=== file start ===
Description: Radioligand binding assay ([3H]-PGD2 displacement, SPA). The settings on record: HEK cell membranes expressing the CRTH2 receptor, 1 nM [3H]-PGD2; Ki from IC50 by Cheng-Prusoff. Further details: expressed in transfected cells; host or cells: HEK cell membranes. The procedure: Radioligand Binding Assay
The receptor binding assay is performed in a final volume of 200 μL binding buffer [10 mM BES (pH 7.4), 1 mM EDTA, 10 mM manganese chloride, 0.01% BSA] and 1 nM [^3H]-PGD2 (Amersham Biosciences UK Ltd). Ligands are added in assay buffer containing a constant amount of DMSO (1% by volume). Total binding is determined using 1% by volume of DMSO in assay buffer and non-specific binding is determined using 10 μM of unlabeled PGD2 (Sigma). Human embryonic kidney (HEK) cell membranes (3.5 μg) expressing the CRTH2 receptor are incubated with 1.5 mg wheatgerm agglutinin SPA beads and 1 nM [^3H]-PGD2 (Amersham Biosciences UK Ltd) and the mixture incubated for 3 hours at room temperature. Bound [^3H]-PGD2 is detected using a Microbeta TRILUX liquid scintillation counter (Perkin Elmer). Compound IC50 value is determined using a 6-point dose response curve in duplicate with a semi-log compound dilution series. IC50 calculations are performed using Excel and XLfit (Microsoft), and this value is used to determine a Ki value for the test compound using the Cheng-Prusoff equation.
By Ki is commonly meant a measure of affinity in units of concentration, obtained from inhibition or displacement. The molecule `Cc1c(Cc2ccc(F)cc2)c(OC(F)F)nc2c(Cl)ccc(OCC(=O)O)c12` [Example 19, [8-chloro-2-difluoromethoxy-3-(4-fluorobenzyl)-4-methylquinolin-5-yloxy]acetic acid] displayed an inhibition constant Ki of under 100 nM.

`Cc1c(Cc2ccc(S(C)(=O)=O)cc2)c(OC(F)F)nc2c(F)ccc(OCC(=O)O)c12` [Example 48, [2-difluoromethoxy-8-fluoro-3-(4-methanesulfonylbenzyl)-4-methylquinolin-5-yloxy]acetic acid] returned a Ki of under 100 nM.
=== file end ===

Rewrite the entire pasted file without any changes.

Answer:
Description: Radioligand binding assay ([3H]-PGD2 displacement, SPA). The settings on record: HEK cell membranes expressing the CRTH2 receptor, 1 nM [3H]-PGD2; Ki from IC50 by Cheng-Prusoff. Further details: expressed in transfected cells; host or cells: HEK cell membranes. The procedure: Radioligand Binding Assay
The receptor binding assay is performed in a final volume of 200 μL binding buffer [10 mM BES (pH 7.4), 1 mM EDTA, 10 mM manganese chloride, 0.01% BSA] and 1 nM [^3H]-PGD2 (Amersham Biosciences UK Ltd). Ligands are added in assay buffer containing a constant amount of DMSO (1% by volume). Total binding is determined using 1% by volume of DMSO in assay buffer and non-specific binding is determined using 10 μM of unlabeled PGD2 (Sigma). Human embryonic kidney (HEK) cell membranes (3.5 μg) expressing the CRTH2 receptor are incubated with 1.5 mg wheatgerm agglutinin SPA beads and 1 nM [^3H]-PGD2 (Amersham Biosciences UK Ltd) and the mixture incubated for 3 hours at room temperature. Bound [^3H]-PGD2 is detected using a Microbeta TRILUX liquid scintillation counter (Perkin Elmer). Compound IC50 value is determined using a 6-point dose response curve in duplicate with a semi-log compound dilution series. IC50 calculations are performed using Excel and XLfit (Microsoft), and this value is used to determine a Ki value for the test compound using the Cheng-Prusoff equation.
By Ki is commonly meant a measure of affinity in units of concentration, obtained from inhibition or displacement. The molecule `Cc1c(Cc2ccc(F)cc2)c(OC(F)F)nc2c(Cl)ccc(OCC(=O)O)c12` [Example 19, [8-chloro-2-difluoromethoxy-3-(4-fluorobenzyl)-4-methylquinolin-5-yloxy]acetic acid] displayed an inhibition constant Ki of under 100 nM.

`Cc1c(Cc2ccc(S(C)(=O)=O)cc2)c(OC(F)F)nc2c(F)ccc(OCC(=O)O)c12` [Example 48, [2-difluoromethoxy-8-fluoro-3-(4-methanesulfonylbenzyl)-4-methylquinolin-5-yloxy]acetic acid] returned a Ki of under 100 nM.